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How Can I Reduce My Risk for Flu this Year?


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The Flu - Everyday Preventative Recommendations and Flu Shot Facts

When is Flu Season?

While generally considered to start in Fall and end in Winter. We're in November and heading into the peak flu activity period (December into February and sometimes March), but it's not too late to reduce your risk for the flu this year.

How can I Reduce My Risk for Flu this Year?

Everyday Preventative Recommendations from the CDC

  • Avoid close contact with people who are sick
  • If you are sick, avoid contact with other people - even if you have mild symptoms, someone could get sick and have a more severe reaction
  • Cover your coughs and sneezes using a tissue - throw the tissue away afterwards
  • Wash your hands often with soap and water for at least 20 seconds
  • Avoid touching your eyes, nose, and mouth
  • Clean and disinfect commonly used surfaces and objects
  • Eating right, exercising, getting enough sleep, and managing your stress can all help too

Flu Shots - True or False? 

"The flu vaccine can give you the flu." 
FALSE 
Per the CDC, flu vaccines cannot give you the flu. Vaccines are made with either inactivated (dead) viruses or with only a single protein from the flu virus. The nasal spray vaccine contains live viruses that are weakened so that they won't cause illness. 
Serious allergic reactions are rare and usually occur within a few minutes to a few hours after the vaccine. The most common side effects from flu shots are soreness, redness, tenderness, or swelling where the shot was given. Low-grade fever, headache, and muscle aches may also occur, but they usually begin soon after the vaccination and last 1-2 days. Compare these side effects to the potential effects of actually getting the flu. 
 
You can always talk with your doctor about any concerns you may have when it comes to the flu, the flu shot, and any risks you may have. 
 
"It's better to get sick with the flu than to get the flu vaccine." 
FALSE
The flu affects millions of people every year. While most recover in less than 2 weeks, it can lead to more serious conditions and complications, especially for high risk individuals including,: 
  • Adults 65 years or older
  • Children younger than 5 years old, especially those younger than 2
  • Pregnant women and women up to 2 weeks after pregnancy end
  • People with certain chronic conditions like asthma, diabetes, or heart and lunch disease

Flu-related complications can range from sinus and ear infections to pneumonia or inflammation of the heart, brain, or muscle tissues. Flu-related illnesses result in hundreds of thousands of hospitalizations and tens of thousands of deaths every year. Anyone can get sick from the flu, and serious problems related to flu can happen at any age.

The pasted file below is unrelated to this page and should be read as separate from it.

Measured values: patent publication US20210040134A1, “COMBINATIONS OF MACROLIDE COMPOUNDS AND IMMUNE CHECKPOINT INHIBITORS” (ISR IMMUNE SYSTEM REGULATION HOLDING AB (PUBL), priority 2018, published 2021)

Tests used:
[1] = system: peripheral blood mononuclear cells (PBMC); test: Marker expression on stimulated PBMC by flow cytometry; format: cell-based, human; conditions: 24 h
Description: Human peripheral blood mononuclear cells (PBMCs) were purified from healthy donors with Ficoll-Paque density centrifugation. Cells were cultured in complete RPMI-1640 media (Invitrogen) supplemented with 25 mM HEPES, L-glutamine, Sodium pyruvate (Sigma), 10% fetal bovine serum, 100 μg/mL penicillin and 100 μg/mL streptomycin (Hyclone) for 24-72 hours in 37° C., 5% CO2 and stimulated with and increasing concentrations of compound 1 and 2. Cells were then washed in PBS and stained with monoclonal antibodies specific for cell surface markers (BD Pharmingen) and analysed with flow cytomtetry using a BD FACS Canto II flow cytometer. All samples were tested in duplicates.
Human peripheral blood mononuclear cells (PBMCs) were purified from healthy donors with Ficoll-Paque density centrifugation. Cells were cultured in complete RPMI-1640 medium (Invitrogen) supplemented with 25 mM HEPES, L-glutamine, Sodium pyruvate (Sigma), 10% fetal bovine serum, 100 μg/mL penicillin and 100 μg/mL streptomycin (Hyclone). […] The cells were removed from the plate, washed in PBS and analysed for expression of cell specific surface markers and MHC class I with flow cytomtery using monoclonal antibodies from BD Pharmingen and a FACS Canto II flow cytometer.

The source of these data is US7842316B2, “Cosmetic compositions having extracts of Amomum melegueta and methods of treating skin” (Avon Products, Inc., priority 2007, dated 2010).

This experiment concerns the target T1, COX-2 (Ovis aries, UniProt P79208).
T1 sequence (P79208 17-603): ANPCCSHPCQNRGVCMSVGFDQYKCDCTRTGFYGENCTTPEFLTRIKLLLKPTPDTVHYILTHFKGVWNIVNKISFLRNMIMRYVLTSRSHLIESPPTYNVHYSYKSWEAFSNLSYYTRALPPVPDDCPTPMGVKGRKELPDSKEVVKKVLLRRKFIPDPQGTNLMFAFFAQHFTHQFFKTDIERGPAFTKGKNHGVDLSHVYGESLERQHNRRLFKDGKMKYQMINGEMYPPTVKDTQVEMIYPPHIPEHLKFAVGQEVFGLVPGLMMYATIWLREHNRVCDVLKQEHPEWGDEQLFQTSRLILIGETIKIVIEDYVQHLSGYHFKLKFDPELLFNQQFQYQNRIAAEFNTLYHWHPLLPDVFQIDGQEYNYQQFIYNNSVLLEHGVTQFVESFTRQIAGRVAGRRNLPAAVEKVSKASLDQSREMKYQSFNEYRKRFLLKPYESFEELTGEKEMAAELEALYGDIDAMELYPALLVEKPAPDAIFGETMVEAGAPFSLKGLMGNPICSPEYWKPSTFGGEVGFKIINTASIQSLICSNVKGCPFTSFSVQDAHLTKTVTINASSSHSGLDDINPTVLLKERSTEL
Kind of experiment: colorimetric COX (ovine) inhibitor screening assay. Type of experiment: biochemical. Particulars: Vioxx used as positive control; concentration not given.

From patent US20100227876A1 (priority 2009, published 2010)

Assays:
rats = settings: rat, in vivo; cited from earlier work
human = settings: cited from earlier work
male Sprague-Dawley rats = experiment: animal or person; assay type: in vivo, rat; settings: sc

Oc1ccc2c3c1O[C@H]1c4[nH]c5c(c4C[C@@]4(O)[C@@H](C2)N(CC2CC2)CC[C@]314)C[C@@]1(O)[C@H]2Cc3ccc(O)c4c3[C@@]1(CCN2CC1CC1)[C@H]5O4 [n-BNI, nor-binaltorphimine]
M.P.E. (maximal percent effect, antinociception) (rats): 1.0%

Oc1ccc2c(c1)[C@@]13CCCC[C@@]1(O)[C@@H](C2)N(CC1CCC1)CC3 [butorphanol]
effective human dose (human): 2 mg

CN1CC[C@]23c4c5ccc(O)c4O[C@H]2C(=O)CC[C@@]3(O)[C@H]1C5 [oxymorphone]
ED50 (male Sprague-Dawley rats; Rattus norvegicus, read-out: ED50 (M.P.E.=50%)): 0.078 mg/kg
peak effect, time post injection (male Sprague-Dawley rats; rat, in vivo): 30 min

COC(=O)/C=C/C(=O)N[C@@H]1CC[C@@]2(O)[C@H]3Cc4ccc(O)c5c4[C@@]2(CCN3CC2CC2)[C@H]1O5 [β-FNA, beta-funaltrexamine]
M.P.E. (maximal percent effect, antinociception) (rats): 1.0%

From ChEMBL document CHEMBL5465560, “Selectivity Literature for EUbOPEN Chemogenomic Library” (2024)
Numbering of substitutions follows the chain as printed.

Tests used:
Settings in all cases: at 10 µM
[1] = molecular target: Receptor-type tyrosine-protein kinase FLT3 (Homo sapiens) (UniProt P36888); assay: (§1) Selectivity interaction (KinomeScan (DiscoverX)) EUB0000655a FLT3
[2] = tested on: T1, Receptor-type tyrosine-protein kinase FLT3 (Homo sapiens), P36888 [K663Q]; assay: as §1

"You should get a flu vaccine every year." 
TRUE

Everyone ages 6 months and older should get an annual flu shot. Our immune protection declines over time, and the vaccine is reviewed every year and updated as needed based on which influenza viruses are making people sick. 

"Getting a flu vaccine is more important than ever." 
TRUE

Getting the flu vaccine will not prevent Covid-19, but you can help reduce the burden of flu illnesses, hospitalizations, and deaths on the health care system. Getting a flu shot can help you protect yourself and others around you. 

While the flu shot isn't a guarantee against the flu, it can help reduce your chances of getting the flu, especially when the previously mentioned preventative measures are followed.

 

Will My Insurance Cover the Flu Shot? 

Most health plans, including employer, marketplace, and Medicaid plans, cover the flu. You may want to see if your insurance company requires you to go to a specific doctor or facility. 
 

Will My Flu Shot be Covered if I'm Medicare?

You pay nothing if your doctor or qualified health care provider accepts assignment for giving the shot. 
 

What are the Main Flu Symptoms?

Flu usually comes on suddenly and symptoms often include: 

  • Body aches
  • Chills
  • Cough
  • Fatigue
  • Fever
  • Headache
  • Runny or stuffy nose
  • Sore throat
  • Upset stomach, vomiting, or diarrhea
 

Where can I get a Flu Shot? 

You can check with your general practitioner or even at the local pharmacy to see if they offer the flu shot. Just make sure your insurance doesn't require you to go somewhere specific. 
 

Conclusion

While a foolproof protection against the flu isn't quite a reality, we can do plenty to reduce our risk and help protect those around us. It's not too late to get your flu shot! 


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